Step by Step for a Pineapple picture

As a botanical artist I get asked to do commissions on specific subjects. Some people want an in depth picture that shows the plant in a very detailed way. This might verge on, or actually be for scientific purposes. Others just want to have their chosen plant displayed as it is in all its glory – such as this pineapple. Its name in latin is: Ananas comosus. The most common cultivar that you and I can buy in the shops is a “smooth cayenne”. Therefore I have called this picture ‘The cayenne smoothie’.

Whilst painting the picture in watercolour, I took a lot of photographs. Unfortunately they vary in quality, but I think that you will be able to see the progression of the pineapple from the first rough sketch until completion. Additionally, you will find a link to a YouTube video on the page of ‘My Tutorials’.


The original pineapple – 1st of about five. I still haven’t gone off eating pineapples but they certainly lodge in your teeth!
The first rough sketch
Starting to refine my drawing
The line drawing. This was transferred using the technique described in my blog.
Starting off. I painted a segment at a time and lightly drew it in with a watercolour pencil as this would dissolve when watercolour was added.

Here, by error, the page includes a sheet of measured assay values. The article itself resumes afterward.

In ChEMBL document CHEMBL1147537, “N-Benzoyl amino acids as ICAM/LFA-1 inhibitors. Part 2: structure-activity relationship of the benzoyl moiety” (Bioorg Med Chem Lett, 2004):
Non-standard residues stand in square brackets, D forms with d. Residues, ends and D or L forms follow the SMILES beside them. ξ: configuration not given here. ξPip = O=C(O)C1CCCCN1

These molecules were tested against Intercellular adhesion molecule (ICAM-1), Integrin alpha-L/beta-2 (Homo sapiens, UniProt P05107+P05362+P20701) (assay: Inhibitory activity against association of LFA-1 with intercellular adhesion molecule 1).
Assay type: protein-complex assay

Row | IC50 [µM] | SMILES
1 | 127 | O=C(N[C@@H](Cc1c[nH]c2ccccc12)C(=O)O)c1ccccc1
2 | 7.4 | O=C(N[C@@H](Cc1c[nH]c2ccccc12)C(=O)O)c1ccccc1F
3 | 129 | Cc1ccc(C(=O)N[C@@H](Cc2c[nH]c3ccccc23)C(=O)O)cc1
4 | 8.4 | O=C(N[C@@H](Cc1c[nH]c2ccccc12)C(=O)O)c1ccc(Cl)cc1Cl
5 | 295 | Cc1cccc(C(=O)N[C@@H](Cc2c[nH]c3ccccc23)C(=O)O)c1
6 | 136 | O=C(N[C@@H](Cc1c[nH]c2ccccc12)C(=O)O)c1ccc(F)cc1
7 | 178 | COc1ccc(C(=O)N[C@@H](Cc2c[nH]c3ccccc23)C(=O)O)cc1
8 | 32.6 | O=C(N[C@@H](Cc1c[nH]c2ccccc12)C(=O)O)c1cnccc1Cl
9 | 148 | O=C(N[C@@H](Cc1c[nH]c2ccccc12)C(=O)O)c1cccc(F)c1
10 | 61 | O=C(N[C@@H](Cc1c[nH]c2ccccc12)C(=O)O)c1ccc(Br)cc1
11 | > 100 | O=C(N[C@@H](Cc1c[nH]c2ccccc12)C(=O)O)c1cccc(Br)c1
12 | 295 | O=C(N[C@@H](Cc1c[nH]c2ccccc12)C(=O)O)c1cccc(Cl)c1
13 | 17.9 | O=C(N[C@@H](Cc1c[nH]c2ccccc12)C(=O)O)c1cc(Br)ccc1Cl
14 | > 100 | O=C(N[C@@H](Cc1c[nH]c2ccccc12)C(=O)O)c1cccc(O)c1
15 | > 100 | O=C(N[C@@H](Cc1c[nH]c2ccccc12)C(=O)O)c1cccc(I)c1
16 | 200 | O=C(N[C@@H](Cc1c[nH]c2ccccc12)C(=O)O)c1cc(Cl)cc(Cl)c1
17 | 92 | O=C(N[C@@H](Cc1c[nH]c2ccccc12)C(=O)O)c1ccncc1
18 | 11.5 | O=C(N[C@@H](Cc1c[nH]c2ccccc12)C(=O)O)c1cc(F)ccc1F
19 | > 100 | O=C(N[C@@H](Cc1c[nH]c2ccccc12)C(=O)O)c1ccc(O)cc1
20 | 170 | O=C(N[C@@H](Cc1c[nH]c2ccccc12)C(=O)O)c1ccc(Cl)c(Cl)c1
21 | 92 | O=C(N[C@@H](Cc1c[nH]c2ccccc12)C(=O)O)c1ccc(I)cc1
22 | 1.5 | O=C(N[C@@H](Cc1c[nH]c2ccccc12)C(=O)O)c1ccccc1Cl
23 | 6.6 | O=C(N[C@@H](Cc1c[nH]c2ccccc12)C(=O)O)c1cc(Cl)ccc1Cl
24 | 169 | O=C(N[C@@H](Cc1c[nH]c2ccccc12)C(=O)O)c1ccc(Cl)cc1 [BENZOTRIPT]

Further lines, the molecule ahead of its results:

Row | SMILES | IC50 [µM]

Once the outline was in, I started off wet-in-wet for the first layer. This changes the consistancy of the HP paper and after this I continue using more of a dry-brush technique.
I added segment to segment, with my eye on the pineapple and how light affected the colours.
Some of the segments had really changed into a golden colour, whereas many remained green for quite a while – relatively speaking.


























Once I had completed the pineapple itself I decided that althoughI had been aware of the change in tone round the pineapple, I needed more to improve the form. I did this with using glazes on top of what I had painted.
Now starting the leaves. It was like strting a completely new painting needing different techniques. But I stuck to the main colours used in the base to create a whole. Believ it or not, it was mostly Cyan from Maimeri (same pigment as Winsor Blue Green shade) and Daniel Smith Quinicridone Gold. I also used some Perylene Maroon and Violet.







1.Pineapple 2015 +sig crop
The Cayenne Smoothie.

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